Friends of Bruce Freeman Rail Trail  

 

Blazing a new bike trail Construction to begin on recreational pathway

By Jennifer Fenn Lefferts, Globe Correspondent
Boston Globe
October 4, 2007

When Beverly Woods started working on plans for a bike trail along an abandoned rail bed in Westford and Chelmsford, her two children were toddlers and she was hoping they would be able to spend their childhood riding on a safe path through town.

That was in the late 1980s. The dream has not materialized in time for her children, now 22 and 24, but with the state Highway Department breaking ground next week on the long-awaited Bruce Freeman Rail Trail between Lowell and Framingham, Woods says she is thrilled she will be able to take her future grandchildren out on the former train route.

"There were a lot of starts and stops along the way," said Woods, assistant director of the Northern Middlesex Council of Governments, a planning agency that has been involved in the project since 1986. "It was one of those things that took a few steps forward and stopped. But I always felt it was an important project for the region, so I was willing to plod ahead."

The project to build the 25-mile trail is divided into three phases; the first is a 6.8-mile stretch from Lowell through Chelmsford and Westford. MassHighway awarded the construction contract for Phase 1 in August, and preliminary site work has started. In two years, the trail should be ready for walkers, bikers, and commuters.

"It's been a real partnership putting this together," said MassHighway Commissioner Luisa Paiewonsky, who will speak at the groundbreaking ceremony at 3 p.m. Tuesday at the Chelmsford Community Center. "There's been a lot of community support."

The late Bruce Freeman, a state representative from Chelmsford, started researching the idea for a bike path in 1985, said his widow, Daphne. She said they had seen a successful path in California and thought it would be a nice fit in Chelmsford. "It was such a wonderful idea, and my husband saw that," she said. "The streets really aren't safe for families to go bike riding. That many years back, streets weren't half as busy are they are today. Now it's so treacherous."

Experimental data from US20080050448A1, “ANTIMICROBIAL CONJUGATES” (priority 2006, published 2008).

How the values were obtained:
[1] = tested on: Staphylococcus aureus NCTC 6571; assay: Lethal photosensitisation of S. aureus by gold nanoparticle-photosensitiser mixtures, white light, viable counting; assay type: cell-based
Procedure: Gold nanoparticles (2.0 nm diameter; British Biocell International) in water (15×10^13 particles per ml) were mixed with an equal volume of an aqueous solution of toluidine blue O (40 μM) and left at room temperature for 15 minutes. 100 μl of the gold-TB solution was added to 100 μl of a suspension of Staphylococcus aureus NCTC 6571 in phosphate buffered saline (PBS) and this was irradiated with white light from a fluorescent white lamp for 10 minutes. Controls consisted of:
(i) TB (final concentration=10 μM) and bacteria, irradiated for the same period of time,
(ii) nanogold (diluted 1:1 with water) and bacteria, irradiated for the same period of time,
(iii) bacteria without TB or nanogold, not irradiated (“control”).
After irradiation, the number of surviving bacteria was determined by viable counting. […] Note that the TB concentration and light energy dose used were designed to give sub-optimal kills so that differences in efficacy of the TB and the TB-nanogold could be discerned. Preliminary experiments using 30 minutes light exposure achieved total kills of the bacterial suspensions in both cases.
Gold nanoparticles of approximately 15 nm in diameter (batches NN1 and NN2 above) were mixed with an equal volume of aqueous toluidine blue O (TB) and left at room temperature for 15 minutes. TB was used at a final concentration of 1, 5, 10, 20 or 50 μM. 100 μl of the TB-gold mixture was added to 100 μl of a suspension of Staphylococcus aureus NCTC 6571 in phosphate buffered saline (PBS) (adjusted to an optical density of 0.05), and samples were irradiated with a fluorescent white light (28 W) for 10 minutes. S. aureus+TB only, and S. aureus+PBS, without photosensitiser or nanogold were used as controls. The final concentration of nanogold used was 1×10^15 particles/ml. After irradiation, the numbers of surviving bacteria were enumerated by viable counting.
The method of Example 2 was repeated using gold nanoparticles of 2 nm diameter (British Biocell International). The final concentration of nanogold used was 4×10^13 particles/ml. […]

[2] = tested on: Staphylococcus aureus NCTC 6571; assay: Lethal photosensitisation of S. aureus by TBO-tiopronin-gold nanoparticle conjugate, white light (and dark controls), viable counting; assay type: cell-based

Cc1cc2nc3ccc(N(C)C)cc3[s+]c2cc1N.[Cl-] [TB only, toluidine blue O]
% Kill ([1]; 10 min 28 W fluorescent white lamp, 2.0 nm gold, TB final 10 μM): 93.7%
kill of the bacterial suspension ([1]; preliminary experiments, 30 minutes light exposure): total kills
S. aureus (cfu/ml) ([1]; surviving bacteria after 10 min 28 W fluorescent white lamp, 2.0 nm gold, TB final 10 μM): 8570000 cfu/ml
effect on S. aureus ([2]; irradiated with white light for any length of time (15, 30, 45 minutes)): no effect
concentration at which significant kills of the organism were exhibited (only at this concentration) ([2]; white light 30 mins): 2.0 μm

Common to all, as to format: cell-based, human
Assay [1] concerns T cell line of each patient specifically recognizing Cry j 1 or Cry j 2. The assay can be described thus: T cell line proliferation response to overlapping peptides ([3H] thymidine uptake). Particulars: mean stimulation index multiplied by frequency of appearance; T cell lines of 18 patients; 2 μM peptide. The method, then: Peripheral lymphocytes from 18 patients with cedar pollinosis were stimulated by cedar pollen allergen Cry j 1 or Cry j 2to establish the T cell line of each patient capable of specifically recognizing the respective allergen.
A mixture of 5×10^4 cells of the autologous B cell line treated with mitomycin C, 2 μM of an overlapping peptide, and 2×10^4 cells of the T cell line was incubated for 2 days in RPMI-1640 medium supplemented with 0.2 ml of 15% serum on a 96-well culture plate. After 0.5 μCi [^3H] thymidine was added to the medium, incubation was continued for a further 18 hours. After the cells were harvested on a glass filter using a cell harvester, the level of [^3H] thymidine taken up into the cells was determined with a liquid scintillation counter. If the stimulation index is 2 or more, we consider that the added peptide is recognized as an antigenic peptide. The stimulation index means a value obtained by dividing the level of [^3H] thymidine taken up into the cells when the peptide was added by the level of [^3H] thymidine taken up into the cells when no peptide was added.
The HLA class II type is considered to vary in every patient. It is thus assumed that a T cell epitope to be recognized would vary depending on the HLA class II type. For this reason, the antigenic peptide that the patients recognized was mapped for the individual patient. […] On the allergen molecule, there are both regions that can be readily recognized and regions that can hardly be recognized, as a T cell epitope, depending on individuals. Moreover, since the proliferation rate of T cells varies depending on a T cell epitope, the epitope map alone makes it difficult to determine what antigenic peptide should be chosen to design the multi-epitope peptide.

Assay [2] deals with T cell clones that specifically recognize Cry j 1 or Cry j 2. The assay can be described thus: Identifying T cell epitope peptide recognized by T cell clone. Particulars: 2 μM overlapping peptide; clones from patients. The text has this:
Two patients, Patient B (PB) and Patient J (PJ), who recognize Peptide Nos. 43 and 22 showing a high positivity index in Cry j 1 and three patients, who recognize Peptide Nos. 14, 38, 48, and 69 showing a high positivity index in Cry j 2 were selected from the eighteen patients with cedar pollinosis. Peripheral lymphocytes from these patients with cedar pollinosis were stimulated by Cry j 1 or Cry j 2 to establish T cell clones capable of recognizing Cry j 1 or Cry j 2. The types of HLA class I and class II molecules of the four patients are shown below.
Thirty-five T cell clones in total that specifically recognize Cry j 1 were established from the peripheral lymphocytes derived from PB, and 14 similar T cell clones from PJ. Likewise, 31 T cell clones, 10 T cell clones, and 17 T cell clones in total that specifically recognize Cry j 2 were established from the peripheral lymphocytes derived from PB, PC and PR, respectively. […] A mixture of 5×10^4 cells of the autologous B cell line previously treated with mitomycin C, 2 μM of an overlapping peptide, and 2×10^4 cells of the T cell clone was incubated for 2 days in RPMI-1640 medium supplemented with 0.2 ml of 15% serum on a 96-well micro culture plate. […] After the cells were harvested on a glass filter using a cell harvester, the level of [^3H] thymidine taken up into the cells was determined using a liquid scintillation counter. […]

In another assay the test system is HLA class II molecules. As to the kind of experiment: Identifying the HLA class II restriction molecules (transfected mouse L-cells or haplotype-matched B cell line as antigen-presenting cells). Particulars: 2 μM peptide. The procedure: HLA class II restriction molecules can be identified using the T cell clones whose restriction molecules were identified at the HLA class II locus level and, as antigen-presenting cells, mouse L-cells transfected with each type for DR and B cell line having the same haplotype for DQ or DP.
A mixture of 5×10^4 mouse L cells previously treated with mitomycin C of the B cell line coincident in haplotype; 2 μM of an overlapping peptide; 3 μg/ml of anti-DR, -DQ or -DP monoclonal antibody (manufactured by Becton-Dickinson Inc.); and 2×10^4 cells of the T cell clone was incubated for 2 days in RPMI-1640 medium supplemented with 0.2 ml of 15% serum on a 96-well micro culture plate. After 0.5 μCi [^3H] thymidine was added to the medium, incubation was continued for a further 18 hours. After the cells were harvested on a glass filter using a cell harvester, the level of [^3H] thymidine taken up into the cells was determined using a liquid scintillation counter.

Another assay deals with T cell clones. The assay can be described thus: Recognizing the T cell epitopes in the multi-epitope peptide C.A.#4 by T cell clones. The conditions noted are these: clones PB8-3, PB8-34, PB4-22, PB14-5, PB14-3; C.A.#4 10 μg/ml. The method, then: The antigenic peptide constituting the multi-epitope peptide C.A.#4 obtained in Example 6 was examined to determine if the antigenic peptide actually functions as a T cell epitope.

Freeman died in 1986 before the project got off the ground.

Daphne Freeman said it's disappointing her husband will not be able to see families enjoying the trail, but she is happy it is finally becoming a reality. She said her family is grateful to the many residents who worked on the project for so many years despite setbacks.

"It's very exciting and he'd be delighted," she said. "I'm delighted for him." She said former Chelmsford representative Carol Cleven, who succeeded her husband in the Legislature, pushed the project forward at the state level. In her first speech on the House floor, Cleven introduced a bill creating the path in Freeman's honor; the bill was signed into law by Governor Michael Dukakis in April 1989.

But the project stalled several times for various reasons over the years. Woods said funding was always a problem, and many trail abutters were wary of the project. Most objections, she said, revolved around privacy and security near their property.

Woods said they have worked through those issues over the years by agreeing to install fencing and plantings to provide screenings. Concerns have also eased as rail trails have successfully opened elsewhere in the state.

She credited the Friends of the Bruce Freeman Rail Trail with keeping the project alive, saying the group's formation three years ago helped infuse new energy into the effort and kept the pressure on for funding.

The federal government is footing 80 percent of the $4.2 million project, with the state covering the remaining 20 percent.

Tom Michelman, president of the friends group, said it has thousands of supporters who are eager to see the project continue."It's a big milestone," he said of next week's event. "We certainly hope this helps us gain momentum." Michelman said he is optimistic the design stage will continue for the rest of the trail.

The process has gone smoothly in some communities, but there has been some resistance in others. Abutters in Concord, for example, have voiced concerns over privacy and environmental issues.

Some residents also oppose plans for an asphalt surface for the trail.

Phase 2 stretches from Westford through Carlisle, Acton, Concord, and Sudbury. The last phase goes through Sudbury and Framingham. Funding for Phase 2 is on the state's proposed transportation improvement plan for 2011.

Freeman said she looks forward to the day when the entire path is built. "It's going to be a lovely thing for people to be able to enjoy," she said.

The groundbreaking ceremony Tuesday will be followed by a celebration sponsored by the friends of the trail group.

Jennifer Fenn Lefferts can be reached at jflefferts@yahoo.com.
Copyright 2007 Globe Newspaper Company.